0% Plagiarism Guaranteed & Custom Written

Understand the key features of the events industry

Unit 1: Understanding the Events Industry

Unit reference number: L/600/8549 
Level: 3
Credit value: 3
Guided learning hours: 19

Unit aim

This unit introduces learners to the events industry. It covers the considerable range of activities that fall within the scope of event management. Learners will research the various types of event, the significant range in size of events and the international nature of the industry. They will also look at how the events industry links with other industry sectors and the contribution it makes to the UK economy.

Finally, learners will investigate career pathways and evaluate the skills that can be gained through working in the events industry.

Essential resources

There are no special resources needed for this unit.

Learning outcomes, assessment criteria and unit amplification:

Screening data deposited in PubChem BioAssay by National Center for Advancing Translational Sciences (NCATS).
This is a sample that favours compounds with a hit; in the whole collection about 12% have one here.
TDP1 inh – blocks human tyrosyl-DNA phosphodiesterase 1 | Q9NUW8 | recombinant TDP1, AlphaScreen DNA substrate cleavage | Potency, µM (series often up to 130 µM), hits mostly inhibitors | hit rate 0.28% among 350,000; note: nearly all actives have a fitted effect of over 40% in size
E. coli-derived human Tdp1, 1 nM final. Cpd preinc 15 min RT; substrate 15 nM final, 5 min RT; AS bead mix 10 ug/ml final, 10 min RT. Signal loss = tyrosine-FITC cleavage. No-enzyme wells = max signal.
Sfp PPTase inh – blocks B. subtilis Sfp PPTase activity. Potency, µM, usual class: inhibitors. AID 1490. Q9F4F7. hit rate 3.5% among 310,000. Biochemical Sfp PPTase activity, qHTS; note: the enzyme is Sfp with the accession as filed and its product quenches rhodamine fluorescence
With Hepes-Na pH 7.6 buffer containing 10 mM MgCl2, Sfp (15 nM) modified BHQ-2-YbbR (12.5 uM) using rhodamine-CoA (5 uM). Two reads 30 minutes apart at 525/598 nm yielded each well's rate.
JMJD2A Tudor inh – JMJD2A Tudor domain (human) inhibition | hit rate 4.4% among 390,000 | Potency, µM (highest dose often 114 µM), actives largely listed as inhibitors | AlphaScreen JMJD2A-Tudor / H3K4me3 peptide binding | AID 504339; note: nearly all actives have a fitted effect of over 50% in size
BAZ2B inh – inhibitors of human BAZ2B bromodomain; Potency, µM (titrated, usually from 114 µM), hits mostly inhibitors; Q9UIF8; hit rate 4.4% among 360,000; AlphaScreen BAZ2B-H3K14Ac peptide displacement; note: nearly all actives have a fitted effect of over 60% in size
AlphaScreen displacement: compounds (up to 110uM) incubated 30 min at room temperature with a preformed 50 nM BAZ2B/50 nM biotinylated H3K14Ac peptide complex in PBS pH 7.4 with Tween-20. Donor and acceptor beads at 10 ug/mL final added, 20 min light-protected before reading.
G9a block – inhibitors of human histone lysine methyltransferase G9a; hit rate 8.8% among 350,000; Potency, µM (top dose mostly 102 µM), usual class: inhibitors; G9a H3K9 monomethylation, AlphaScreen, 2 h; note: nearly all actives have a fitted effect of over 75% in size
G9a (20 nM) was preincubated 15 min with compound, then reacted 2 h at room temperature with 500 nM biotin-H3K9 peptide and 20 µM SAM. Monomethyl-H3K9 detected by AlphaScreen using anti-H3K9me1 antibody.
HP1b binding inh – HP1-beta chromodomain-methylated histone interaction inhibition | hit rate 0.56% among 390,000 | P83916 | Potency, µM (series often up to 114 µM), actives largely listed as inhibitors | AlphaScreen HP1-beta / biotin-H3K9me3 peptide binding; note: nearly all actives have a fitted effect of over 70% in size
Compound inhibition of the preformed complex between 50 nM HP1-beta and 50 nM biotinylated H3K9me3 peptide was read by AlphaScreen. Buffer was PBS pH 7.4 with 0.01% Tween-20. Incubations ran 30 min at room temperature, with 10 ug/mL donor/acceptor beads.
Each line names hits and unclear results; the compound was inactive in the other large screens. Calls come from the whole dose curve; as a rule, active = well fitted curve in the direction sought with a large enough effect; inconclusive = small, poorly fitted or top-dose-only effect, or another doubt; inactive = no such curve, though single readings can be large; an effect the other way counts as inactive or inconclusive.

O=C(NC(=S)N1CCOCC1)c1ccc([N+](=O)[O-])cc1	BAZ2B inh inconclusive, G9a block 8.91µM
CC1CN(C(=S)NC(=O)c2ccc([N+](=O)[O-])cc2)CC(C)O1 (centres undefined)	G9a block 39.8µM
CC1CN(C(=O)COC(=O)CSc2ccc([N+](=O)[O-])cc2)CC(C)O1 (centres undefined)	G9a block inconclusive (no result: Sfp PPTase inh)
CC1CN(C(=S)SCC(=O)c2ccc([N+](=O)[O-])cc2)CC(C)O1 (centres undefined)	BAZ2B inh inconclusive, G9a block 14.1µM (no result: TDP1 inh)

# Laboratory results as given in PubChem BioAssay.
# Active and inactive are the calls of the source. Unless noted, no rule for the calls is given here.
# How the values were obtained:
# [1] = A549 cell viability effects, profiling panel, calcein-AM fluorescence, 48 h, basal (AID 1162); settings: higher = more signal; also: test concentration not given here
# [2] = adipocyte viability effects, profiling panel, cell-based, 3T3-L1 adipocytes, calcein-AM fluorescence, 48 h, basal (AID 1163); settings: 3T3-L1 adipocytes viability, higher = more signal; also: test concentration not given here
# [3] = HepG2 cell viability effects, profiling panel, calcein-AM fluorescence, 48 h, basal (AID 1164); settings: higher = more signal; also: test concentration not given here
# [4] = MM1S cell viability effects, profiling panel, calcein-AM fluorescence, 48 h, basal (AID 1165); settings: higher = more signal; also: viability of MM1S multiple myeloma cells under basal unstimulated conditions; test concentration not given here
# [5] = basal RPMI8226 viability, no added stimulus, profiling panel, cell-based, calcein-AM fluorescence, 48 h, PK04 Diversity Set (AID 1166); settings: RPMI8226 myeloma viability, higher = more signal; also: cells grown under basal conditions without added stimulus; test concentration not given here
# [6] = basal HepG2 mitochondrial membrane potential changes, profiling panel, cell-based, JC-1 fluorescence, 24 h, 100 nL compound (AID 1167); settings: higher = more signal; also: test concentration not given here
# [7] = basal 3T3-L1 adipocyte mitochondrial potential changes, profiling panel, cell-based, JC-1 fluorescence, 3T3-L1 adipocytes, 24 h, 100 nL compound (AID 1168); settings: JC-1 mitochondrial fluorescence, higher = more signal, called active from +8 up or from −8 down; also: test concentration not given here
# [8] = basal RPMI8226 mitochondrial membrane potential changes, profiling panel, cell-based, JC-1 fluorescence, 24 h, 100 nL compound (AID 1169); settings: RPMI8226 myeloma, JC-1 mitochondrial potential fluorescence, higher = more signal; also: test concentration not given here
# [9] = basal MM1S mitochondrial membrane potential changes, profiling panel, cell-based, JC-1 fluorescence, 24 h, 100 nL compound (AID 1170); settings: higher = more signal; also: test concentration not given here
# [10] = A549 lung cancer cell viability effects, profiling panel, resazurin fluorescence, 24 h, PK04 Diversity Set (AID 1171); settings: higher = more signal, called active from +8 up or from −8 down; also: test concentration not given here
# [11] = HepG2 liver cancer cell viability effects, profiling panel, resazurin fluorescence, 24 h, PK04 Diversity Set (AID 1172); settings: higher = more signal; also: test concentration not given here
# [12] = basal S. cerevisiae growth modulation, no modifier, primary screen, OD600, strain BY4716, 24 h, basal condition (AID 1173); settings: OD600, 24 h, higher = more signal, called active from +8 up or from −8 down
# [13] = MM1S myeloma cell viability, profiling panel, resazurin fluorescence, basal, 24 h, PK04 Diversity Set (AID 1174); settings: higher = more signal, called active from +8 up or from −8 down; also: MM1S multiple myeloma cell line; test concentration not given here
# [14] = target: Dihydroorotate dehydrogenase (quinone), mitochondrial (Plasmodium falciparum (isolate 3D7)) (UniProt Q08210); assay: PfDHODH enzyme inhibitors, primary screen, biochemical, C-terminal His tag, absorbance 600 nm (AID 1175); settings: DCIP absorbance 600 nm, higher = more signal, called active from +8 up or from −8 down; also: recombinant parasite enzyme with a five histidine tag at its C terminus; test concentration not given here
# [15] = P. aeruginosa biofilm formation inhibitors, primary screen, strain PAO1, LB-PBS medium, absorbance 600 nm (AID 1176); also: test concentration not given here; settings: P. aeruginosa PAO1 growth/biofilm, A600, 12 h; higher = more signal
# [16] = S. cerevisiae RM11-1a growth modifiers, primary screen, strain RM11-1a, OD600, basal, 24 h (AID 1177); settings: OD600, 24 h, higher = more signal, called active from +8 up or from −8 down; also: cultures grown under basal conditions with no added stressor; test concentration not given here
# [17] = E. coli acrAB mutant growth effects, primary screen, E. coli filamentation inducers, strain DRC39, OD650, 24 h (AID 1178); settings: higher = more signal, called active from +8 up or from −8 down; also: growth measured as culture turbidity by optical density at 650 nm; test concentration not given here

To pass this unit, the learner needs to demonstrate that they can meet all the learning outcomes for the unit. The assessment criteria determine the standard required to achieve the unit.

 

Learning outcomes

Assessment Criteria

Unit Amplification

1

Understand the key features of the events industry

Evaluate different concepts of what is meant by ‘event’

Different concepts of an event: events can be single events, on single sites, spread over several days, held on several sites sequentially and concurrently; events that are ticketed, events that are open/non- ticketed

 

 

Describe scope of events industry

Range of different types of event: sport, exhibitions, charity fund raising, music concerts, music festivals, arts festivals, street parties, product launches, firework displays, automotive festivals/gatherings, antiques fairs, banquets, conferences, garden/horticultural shows, beauty and fashion shows

 

 

Explain the contribution that the events industry makes to the UK economy and society

Current value of the UK events industry, projected growth of the industry

How the events industry contributes to UK economy and society: through tourism, retail sales, employment of event staff, employment of contractors and sub-contractors, purchase and hire of facilities and equipment, development of innovative lighting and sound techniques and systems